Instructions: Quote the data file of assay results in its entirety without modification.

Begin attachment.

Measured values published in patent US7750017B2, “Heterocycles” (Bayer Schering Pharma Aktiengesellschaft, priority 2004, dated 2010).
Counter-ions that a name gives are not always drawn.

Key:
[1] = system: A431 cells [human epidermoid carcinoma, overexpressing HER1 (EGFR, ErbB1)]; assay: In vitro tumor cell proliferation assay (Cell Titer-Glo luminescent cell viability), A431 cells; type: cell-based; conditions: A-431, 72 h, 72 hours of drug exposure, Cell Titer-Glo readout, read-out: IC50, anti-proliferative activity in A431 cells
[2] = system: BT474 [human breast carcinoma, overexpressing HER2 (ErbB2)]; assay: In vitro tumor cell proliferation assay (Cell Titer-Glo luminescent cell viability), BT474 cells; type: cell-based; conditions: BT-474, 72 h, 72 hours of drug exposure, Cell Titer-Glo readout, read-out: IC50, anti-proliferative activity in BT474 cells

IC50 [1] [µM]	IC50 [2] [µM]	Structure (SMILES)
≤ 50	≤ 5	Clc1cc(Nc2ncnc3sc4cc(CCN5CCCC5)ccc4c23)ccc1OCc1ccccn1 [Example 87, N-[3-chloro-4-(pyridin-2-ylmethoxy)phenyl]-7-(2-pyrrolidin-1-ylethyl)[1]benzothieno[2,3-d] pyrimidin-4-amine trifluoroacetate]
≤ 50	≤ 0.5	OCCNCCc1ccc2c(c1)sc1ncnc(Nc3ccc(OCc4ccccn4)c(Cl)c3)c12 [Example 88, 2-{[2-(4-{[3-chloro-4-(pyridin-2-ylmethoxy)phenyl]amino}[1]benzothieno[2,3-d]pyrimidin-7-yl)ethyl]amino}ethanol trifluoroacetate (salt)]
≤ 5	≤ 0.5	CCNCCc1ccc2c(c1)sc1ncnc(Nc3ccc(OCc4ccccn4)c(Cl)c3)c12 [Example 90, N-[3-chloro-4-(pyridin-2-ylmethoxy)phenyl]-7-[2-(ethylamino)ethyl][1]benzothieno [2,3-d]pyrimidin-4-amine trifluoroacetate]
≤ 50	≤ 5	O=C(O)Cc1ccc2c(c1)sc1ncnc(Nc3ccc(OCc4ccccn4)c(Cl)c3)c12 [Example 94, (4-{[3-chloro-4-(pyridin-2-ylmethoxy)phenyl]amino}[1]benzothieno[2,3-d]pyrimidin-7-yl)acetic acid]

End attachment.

Measured values published in patent US7750017B2, “Heterocycles” (Bayer Schering Pharma Aktiengesellschaft, priority 2004, dated 2010).
Counter-ions that a name gives are not always drawn.

Key:
[1] = system: A431 cells [human epidermoid carcinoma, overexpressing HER1 (EGFR, ErbB1)]; assay: In vitro tumor cell proliferation assay (Cell Titer-Glo luminescent cell viability), A431 cells; type: cell-based; conditions: A-431, 72 h, 72 hours of drug exposure, Cell Titer-Glo readout, read-out: IC50, anti-proliferative activity in A431 cells
[2] = system: BT474 [human breast carcinoma, overexpressing HER2 (ErbB2)]; assay: In vitro tumor cell proliferation assay (Cell Titer-Glo luminescent cell viability), BT474 cells; type: cell-based; conditions: BT-474, 72 h, 72 hours of drug exposure, Cell Titer-Glo readout, read-out: IC50, anti-proliferative activity in BT474 cells

IC50 [1] [µM]	IC50 [2] [µM]	Structure (SMILES)
≤ 50	≤ 5	Clc1cc(Nc2ncnc3sc4cc(CCN5CCCC5)ccc4c23)ccc1OCc1ccccn1 [Example 87, N-[3-chloro-4-(pyridin-2-ylmethoxy)phenyl]-7-(2-pyrrolidin-1-ylethyl)[1]benzothieno[2,3-d] pyrimidin-4-amine trifluoroacetate]
≤ 50	≤ 0.5	OCCNCCc1ccc2c(c1)sc1ncnc(Nc3ccc(OCc4ccccn4)c(Cl)c3)c12 [Example 88, 2-{[2-(4-{[3-chloro-4-(pyridin-2-ylmethoxy)phenyl]amino}[1]benzothieno[2,3-d]pyrimidin-7-yl)ethyl]amino}ethanol trifluoroacetate (salt)]
≤ 5	≤ 0.5	CCNCCc1ccc2c(c1)sc1ncnc(Nc3ccc(OCc4ccccn4)c(Cl)c3)c12 [Example 90, N-[3-chloro-4-(pyridin-2-ylmethoxy)phenyl]-7-[2-(ethylamino)ethyl][1]benzothieno [2,3-d]pyrimidin-4-amine trifluoroacetate]
≤ 50	≤ 5	O=C(O)Cc1ccc2c(c1)sc1ncnc(Nc3ccc(OCc4ccccn4)c(Cl)c3)c12 [Example 94, (4-{[3-chloro-4-(pyridin-2-ylmethoxy)phenyl]amino}[1]benzothieno[2,3-d]pyrimidin-7-yl)acetic acid]